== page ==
Google Maps Has Found A New Way To Get Your Location Out Of You

by on January 18, 2016

in consumer

Google Maps

Over the years Google Maps has pretty much become the default mapping app that most folks use these days. So too, have I become accustomed to the process of using Google Maps. Let’s face it, compared to the other processes, they do have a smoother interaction and usually, superior results.

As of a year or so ago from the date of this post, if you ever set Google Maps to open at a location of your choosing, all you had to do was use that “gear” icon in the lower right corner of the map, and use the options to set your default location.

Once I did that, it was a very awesome experience.

Let’s cut to today, when all the rage and business focus is tapping into your exact location for purposes of advertising to you, and focusing those ads from businesses as close to your location as possible. And that ‘gear’ logo is gone, as is the old way of being able to freely choose how Google gets your location from you.

Or in Google-speak, they’ve made it user friendly and more accommodating to our purchasing needs. Or some such rhetoric.

Over the last several months (at least) I noticed that my Maps no longer opened to the location I set it to.

What the hell, why can’t anyone just listen to what a user wants in their environment? It is not like Google doesn’t have a few programmers under their cap that might know how to actually set up software to “hear” what the user says they want?

So today I decided to beat this bug once and for all. I want to set my Google Maps to open to where I want it centered, not where it thinks or wants to know where I am. Bluntly put, I am tired of Google thinking I want downtown San Francisco as my start point. You, Google, are wrong about my location! Ha, I’ve gamed the system enough to trick them, but still…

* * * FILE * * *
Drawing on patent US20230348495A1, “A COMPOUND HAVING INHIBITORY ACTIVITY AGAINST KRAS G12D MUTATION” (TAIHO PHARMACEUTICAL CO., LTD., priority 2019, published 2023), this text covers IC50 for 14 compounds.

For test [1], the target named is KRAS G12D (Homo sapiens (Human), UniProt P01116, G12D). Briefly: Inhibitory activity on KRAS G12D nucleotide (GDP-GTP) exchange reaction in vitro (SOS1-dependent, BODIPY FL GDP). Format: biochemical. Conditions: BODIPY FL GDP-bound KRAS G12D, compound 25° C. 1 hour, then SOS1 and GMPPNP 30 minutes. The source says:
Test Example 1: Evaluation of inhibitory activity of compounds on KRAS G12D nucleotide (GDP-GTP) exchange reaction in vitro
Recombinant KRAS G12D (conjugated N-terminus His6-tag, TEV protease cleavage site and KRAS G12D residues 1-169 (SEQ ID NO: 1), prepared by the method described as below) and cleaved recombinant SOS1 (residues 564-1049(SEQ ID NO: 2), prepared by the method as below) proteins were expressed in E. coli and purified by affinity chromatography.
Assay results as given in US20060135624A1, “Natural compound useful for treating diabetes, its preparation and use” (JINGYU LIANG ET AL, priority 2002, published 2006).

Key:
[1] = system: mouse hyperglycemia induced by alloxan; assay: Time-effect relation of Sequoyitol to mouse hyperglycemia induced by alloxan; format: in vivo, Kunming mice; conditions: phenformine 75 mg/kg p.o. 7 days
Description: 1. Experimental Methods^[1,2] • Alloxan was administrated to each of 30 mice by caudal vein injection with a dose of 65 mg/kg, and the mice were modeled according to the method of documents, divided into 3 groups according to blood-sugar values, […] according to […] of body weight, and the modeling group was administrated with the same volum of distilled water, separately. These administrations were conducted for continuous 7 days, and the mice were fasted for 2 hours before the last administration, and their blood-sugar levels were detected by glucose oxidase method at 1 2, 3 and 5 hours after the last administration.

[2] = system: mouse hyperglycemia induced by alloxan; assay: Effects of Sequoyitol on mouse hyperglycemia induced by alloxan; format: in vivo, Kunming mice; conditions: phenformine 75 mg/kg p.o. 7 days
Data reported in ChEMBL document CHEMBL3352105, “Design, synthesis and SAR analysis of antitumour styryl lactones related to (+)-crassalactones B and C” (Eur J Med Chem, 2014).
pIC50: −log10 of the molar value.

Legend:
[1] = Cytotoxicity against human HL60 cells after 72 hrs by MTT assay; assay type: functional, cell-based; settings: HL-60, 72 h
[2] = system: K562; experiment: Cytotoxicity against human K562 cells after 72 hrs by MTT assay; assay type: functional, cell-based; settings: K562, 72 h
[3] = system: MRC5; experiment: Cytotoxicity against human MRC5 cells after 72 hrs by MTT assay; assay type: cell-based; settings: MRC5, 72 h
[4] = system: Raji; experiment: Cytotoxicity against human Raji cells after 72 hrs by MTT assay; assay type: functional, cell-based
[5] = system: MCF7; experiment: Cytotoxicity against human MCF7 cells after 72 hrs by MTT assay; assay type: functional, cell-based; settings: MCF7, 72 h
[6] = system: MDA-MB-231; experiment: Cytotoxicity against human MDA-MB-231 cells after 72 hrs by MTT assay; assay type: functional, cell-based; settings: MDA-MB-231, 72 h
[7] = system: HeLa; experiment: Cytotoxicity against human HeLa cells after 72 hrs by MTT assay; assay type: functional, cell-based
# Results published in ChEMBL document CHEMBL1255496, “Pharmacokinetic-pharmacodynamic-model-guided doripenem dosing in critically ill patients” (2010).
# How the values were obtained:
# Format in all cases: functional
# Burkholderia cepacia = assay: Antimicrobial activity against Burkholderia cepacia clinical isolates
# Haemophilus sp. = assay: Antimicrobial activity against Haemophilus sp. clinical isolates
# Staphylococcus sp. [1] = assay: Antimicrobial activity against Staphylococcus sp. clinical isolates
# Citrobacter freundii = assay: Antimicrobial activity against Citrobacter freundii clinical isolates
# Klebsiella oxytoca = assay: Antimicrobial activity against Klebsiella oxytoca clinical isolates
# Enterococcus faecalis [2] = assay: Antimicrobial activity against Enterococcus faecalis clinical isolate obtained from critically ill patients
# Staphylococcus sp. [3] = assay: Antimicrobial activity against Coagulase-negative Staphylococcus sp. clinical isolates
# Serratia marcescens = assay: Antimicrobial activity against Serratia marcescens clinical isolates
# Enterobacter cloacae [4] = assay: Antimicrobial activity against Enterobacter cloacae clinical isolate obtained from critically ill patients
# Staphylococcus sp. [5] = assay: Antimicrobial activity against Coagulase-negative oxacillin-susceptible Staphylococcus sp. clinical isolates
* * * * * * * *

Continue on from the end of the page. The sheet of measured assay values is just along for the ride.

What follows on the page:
After digging and digging, and finding even some official Google threads pointing out incorrect directions for setting my location, I hit upon two excellent answers.

One answer, excellent for myself. The other answer, excellent for Google’s business interests.

How A User Can Set Their Default Location In Google Maps:

You can change the part of the map that you see when you open Google Maps in two ways:

  • Turn on Location History for your Google Account. If you have Location History turned on, your location could be based on the location of your mobile device.
  • Allow Maps to get your location when you’re on a desktop.

Or how I do it…

I use a custom web page that I’ve created with links to my favorite or most visited websites and I place and maintain that page on every PC I use, at both work and home. I make that page my start up or home page, instead of all the other pages that want me to make themselves their home page for me.

It’s a flaw, but I don’t like using third-party services, so I’ve set up this simple web page. I don’t trust third-party intents.

This just adds to my frustration with Google not giving a shit about what a user wants.

The other day I discovered that my Chrome App on my smartphone updated itself. Despite my having turned off all automatic update settings everywhere on my phone.

The bottom line is, unless you want to learn how to create and use a Linux home operating system, we, the consumer do not have much control over our personal computing devices. It feels like trespassing when websites and software companies take over our desktops because their user agreements say they will.

But we are the consumer, and we are never right, when it comes to our computers. Never, we’re allowed to use and borrow the desktop space while they trespass on our stuff in our homes and our cars and on our walk abouts.

Any way, a personal start page is one way to set up things to get around these defaults that software force on us.

Sighing off.

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